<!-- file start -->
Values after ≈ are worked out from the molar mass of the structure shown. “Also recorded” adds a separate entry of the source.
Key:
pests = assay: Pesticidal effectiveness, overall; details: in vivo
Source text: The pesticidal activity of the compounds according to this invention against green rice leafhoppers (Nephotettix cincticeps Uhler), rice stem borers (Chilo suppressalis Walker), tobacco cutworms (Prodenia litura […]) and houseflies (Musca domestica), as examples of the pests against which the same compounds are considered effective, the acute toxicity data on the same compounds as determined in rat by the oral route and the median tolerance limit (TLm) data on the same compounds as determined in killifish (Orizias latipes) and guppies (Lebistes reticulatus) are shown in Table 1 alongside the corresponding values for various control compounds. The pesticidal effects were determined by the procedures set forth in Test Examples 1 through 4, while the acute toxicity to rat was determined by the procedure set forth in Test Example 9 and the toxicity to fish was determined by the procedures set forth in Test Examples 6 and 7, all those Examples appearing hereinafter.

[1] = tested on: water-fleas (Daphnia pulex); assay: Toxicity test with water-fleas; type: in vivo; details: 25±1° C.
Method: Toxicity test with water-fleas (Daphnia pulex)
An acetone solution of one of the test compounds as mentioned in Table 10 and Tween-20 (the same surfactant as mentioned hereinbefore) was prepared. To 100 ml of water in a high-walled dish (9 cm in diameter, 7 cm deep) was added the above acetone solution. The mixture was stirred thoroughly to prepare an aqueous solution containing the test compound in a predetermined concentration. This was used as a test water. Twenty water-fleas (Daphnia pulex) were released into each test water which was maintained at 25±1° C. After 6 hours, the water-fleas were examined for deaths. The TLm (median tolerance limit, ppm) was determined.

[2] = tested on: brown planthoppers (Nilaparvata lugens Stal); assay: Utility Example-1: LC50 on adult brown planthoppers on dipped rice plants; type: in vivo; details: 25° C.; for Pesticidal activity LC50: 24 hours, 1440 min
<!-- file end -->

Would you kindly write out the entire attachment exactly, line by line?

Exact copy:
Values after ≈ are worked out from the molar mass of the structure shown. “Also recorded” adds a separate entry of the source.
Key:
pests = assay: Pesticidal effectiveness, overall; details: in vivo
Source text: The pesticidal activity of the compounds according to this invention against green rice leafhoppers (Nephotettix cincticeps Uhler), rice stem borers (Chilo suppressalis Walker), tobacco cutworms (Prodenia litura […]) and houseflies (Musca domestica), as examples of the pests against which the same compounds are considered effective, the acute toxicity data on the same compounds as determined in rat by the oral route and the median tolerance limit (TLm) data on the same compounds as determined in killifish (Orizias latipes) and guppies (Lebistes reticulatus) are shown in Table 1 alongside the corresponding values for various control compounds. The pesticidal effects were determined by the procedures set forth in Test Examples 1 through 4, while the acute toxicity to rat was determined by the procedure set forth in Test Example 9 and the toxicity to fish was determined by the procedures set forth in Test Examples 6 and 7, all those Examples appearing hereinafter.

[1] = tested on: water-fleas (Daphnia pulex); assay: Toxicity test with water-fleas; type: in vivo; details: 25±1° C.
Method: Toxicity test with water-fleas (Daphnia pulex)
An acetone solution of one of the test compounds as mentioned in Table 10 and Tween-20 (the same surfactant as mentioned hereinbefore) was prepared. To 100 ml of water in a high-walled dish (9 cm in diameter, 7 cm deep) was added the above acetone solution. The mixture was stirred thoroughly to prepare an aqueous solution containing the test compound in a predetermined concentration. This was used as a test water. Twenty water-fleas (Daphnia pulex) were released into each test water which was maintained at 25±1° C. After 6 hours, the water-fleas were examined for deaths. The TLm (median tolerance limit, ppm) was determined.

[2] = tested on: brown planthoppers (Nilaparvata lugens Stal); assay: Utility Example-1: LC50 on adult brown planthoppers on dipped rice plants; type: in vivo; details: 25° C.; for Pesticidal activity LC50: 24 hours, 1440 min